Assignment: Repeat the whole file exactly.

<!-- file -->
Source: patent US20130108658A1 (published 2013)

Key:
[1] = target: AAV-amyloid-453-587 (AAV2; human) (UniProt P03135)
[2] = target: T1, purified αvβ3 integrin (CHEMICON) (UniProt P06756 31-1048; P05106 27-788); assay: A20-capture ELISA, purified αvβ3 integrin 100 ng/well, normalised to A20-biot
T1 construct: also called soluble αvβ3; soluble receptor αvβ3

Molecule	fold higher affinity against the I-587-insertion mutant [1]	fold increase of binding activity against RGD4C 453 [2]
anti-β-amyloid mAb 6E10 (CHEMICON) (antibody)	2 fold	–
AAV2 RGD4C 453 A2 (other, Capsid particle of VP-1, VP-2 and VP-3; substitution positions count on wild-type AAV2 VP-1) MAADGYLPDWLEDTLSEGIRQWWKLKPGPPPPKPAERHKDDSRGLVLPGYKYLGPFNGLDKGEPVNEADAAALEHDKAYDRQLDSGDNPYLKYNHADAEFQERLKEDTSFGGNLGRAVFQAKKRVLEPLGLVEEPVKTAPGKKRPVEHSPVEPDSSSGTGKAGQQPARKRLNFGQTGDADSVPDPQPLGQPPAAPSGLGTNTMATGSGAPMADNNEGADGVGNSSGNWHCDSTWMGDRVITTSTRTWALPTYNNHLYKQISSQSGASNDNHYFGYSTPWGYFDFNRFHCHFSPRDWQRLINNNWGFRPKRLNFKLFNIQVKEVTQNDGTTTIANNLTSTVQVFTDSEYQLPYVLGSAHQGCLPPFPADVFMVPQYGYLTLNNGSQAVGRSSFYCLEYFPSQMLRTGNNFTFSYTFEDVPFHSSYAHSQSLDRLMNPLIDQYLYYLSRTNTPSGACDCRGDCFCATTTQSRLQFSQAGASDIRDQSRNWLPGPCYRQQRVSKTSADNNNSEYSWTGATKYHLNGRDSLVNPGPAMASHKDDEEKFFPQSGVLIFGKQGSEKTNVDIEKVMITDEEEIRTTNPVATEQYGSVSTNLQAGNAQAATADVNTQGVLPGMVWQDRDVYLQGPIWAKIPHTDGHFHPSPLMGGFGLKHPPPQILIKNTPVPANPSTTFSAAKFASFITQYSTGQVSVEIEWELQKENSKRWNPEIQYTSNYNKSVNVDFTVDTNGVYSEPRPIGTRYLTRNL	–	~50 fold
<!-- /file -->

Source: patent US20130108658A1 (published 2013)

Key:
[1] = target: AAV-amyloid-453-587 (AAV2; human) (UniProt P03135)
[2] = target: T1, purified αvβ3 integrin (CHEMICON) (UniProt P06756 31-1048; P05106 27-788); assay: A20-capture ELISA, purified αvβ3 integrin 100 ng/well, normalised to A20-biot
T1 construct: also called soluble αvβ3; soluble receptor αvβ3

Molecule	fold higher affinity against the I-587-insertion mutant [1]	fold increase of binding activity against RGD4C 453 [2]
anti-β-amyloid mAb 6E10 (CHEMICON) (antibody)	2 fold	–
AAV2 RGD4C 453 A2 (other, Capsid particle of VP-1, VP-2 and VP-3; substitution positions count on wild-type AAV2 VP-1) MAADGYLPDWLEDTLSEGIRQWWKLKPGPPPPKPAERHKDDSRGLVLPGYKYLGPFNGLDKGEPVNEADAAALEHDKAYDRQLDSGDNPYLKYNHADAEFQERLKEDTSFGGNLGRAVFQAKKRVLEPLGLVEEPVKTAPGKKRPVEHSPVEPDSSSGTGKAGQQPARKRLNFGQTGDADSVPDPQPLGQPPAAPSGLGTNTMATGSGAPMADNNEGADGVGNSSGNWHCDSTWMGDRVITTSTRTWALPTYNNHLYKQISSQSGASNDNHYFGYSTPWGYFDFNRFHCHFSPRDWQRLINNNWGFRPKRLNFKLFNIQVKEVTQNDGTTTIANNLTSTVQVFTDSEYQLPYVLGSAHQGCLPPFPADVFMVPQYGYLTLNNGSQAVGRSSFYCLEYFPSQMLRTGNNFTFSYTFEDVPFHSSYAHSQSLDRLMNPLIDQYLYYLSRTNTPSGACDCRGDCFCATTTQSRLQFSQAGASDIRDQSRNWLPGPCYRQQRVSKTSADNNNSEYSWTGATKYHLNGRDSLVNPGPAMASHKDDEEKFFPQSGVLIFGKQGSEKTNVDIEKVMITDEEEIRTTNPVATEQYGSVSTNLQAGNAQAATADVNTQGVLPGMVWQDRDVYLQGPIWAKIPHTDGHFHPSPLMGGFGLKHPPPQILIKNTPVPANPSTTFSAAKFASFITQYSTGQVSVEIEWELQKENSKRWNPEIQYTSNYNKSVNVDFTVDTNGVYSEPRPIGTRYLTRNL	–	~50 fold